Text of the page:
The Shepherd lays down his life for his sheep.

A recent conversation led me to reflect afresh on the wonderful doctrine of particular redemption (sometimes called ‘limited atonement’).  It is the comforting truth that Christ achieves fully what he sets out to achieve in his death and resurrection, that is the salvation of the elect.  Christ’s death does not simply create the possibility of salvation.  If that were the case, it might be said that I contribute to my own salvation by taking that possibility and making it a reality through my faith.  No, Christ does not create the possibility of salvation, Christ died as the Great Shepherd laying down his life to save his sheep.  His death achieved all he intended it to.

14 ‘I am the good shepherd; I know my sheep and my sheep know me – 15 just as the Father knows me and I know the Father – and I lay down my life for the sheep.’ (John 10)

The conversation, as so many great conversations are, was a spur not only to go back to the Scriptures and be nourished by God’s Word, but also to revisit great works of older saints and hear again their wisdom.  At this point, there is an almost limitless supply of quotes I might post, but, for your edification, here’s a snippet from a sermon Charles Spurgeon preached in February 1858:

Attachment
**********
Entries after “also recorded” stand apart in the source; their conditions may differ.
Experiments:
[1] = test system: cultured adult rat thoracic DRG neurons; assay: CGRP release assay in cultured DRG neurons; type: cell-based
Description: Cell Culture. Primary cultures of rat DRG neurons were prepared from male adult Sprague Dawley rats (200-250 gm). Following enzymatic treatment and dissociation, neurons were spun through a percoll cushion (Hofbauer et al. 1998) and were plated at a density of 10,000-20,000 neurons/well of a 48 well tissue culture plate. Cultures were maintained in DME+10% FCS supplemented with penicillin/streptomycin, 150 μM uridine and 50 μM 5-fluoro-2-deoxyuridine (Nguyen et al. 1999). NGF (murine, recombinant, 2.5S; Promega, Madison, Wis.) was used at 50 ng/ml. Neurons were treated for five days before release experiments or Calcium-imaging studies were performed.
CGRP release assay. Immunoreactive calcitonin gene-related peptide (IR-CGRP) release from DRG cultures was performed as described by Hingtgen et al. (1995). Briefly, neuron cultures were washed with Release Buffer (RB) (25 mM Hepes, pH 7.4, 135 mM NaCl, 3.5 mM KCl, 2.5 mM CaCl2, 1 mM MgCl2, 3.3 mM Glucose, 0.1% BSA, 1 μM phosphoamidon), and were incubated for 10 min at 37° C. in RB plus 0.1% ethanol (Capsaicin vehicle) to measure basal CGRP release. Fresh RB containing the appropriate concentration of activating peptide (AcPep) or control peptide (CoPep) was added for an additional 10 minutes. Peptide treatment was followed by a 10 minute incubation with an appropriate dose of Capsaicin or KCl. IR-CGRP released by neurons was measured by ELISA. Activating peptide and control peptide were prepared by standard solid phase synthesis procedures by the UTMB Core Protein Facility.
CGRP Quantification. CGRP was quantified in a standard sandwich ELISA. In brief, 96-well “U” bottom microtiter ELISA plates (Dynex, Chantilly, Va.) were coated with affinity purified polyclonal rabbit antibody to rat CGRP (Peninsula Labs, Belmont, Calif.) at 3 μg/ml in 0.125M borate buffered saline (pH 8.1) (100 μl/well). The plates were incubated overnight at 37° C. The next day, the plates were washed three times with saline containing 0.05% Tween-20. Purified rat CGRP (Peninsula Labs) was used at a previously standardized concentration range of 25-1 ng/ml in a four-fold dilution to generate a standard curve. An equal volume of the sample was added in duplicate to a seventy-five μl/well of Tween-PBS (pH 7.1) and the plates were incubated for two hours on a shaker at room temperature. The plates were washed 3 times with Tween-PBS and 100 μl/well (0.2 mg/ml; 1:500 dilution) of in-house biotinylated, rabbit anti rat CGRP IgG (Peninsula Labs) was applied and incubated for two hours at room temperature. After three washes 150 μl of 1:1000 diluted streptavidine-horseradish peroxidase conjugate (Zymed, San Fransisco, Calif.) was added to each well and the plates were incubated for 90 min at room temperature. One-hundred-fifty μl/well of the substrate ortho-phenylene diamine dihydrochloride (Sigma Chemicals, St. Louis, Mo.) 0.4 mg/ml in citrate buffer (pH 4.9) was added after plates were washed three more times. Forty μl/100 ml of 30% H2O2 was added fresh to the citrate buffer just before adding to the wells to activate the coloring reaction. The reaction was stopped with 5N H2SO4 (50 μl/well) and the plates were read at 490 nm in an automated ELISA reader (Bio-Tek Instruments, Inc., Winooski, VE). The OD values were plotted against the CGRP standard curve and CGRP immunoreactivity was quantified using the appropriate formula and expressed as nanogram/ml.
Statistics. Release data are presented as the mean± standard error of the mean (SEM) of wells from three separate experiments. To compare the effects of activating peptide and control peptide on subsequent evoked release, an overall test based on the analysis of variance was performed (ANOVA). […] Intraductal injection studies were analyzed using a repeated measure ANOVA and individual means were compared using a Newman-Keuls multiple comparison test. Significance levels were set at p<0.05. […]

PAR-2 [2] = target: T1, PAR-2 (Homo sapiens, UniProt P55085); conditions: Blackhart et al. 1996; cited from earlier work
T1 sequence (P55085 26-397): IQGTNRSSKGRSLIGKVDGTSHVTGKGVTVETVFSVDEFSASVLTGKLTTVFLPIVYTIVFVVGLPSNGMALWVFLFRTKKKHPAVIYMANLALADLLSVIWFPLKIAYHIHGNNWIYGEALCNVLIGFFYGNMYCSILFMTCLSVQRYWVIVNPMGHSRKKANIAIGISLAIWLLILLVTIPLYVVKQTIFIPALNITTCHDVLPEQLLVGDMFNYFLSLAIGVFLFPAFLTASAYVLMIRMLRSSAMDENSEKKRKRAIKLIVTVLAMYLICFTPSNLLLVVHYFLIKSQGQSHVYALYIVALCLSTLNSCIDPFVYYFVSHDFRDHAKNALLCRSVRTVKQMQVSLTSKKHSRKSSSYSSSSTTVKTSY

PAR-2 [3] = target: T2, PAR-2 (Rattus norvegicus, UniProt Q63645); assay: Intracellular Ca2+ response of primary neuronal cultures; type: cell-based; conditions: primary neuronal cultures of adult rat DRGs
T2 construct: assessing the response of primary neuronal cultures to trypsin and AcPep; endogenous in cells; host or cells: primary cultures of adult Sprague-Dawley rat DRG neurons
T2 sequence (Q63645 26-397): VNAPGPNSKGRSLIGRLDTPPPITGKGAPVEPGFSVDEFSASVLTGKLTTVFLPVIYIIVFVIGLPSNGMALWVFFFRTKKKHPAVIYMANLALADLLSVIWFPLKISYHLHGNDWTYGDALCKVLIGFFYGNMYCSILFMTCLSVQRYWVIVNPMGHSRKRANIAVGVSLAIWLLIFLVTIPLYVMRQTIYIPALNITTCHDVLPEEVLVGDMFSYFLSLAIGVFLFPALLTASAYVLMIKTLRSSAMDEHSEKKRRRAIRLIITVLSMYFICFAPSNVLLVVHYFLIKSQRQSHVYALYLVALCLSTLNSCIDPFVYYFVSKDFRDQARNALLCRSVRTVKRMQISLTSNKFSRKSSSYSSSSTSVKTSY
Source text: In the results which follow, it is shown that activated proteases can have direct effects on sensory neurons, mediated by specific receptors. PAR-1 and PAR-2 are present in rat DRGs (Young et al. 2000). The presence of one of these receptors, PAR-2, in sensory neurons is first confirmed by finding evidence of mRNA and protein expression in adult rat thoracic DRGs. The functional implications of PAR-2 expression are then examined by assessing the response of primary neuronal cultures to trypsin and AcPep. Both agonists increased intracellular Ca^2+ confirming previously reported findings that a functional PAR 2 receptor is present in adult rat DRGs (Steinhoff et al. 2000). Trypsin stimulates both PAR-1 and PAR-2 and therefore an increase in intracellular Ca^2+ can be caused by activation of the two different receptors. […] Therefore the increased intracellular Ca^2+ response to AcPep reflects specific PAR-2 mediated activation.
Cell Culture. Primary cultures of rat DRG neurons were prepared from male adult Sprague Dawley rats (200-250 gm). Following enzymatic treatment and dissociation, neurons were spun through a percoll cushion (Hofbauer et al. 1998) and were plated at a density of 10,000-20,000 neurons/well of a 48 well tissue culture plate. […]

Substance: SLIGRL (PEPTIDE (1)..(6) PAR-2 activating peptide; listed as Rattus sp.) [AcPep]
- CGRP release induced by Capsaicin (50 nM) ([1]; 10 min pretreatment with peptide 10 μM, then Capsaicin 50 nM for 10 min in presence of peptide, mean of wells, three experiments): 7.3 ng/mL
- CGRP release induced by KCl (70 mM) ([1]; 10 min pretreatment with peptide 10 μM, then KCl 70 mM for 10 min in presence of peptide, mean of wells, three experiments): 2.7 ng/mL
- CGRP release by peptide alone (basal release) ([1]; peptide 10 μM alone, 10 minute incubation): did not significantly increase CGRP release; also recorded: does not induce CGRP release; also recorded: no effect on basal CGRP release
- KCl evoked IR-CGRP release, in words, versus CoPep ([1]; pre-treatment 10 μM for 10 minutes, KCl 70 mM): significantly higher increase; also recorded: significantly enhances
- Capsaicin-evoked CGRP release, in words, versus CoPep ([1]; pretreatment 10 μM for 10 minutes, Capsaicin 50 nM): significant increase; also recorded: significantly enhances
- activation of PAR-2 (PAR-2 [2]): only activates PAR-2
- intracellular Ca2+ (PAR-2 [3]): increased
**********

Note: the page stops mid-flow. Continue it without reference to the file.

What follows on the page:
“We hold that Christ, when He died, had an object in view, and that object will most assuredly, and beyond a doubt, be accomplished. We measure the design of Christ’s death by the effect of it. If any one asks us, “What did Christ design to do by His death?” we answer that question by asking him another—”What has Christ done, or what will Christ do by His death?” For we declare that the measure of the effect of Christ’s love, is the measure of the design of it. We cannot so belie our reason as to think that the intention of Almighty God could be frustrated, or that the design of so great a thing as the atonement, can by any way whatever, be missed of. We hold—we are not afraid to say that we believe—that Christ came into this world with the intention of saving “a multitude which no man can number;” and we believe that as the result of this, every person for whom He died must, beyond the shadow of a doubt, be cleansed from sin, and stand, washed in blood, before the Father’s throne. We do not believe that Christ made any effectual atonement for those who are for ever damned; we dare not think that the blood of Christ was ever shed with the intention of saving those whom God foreknew never could be saved, and some of whom were even in Hell when Christ, according to some men’s account, died to save them.”

Amen, amen.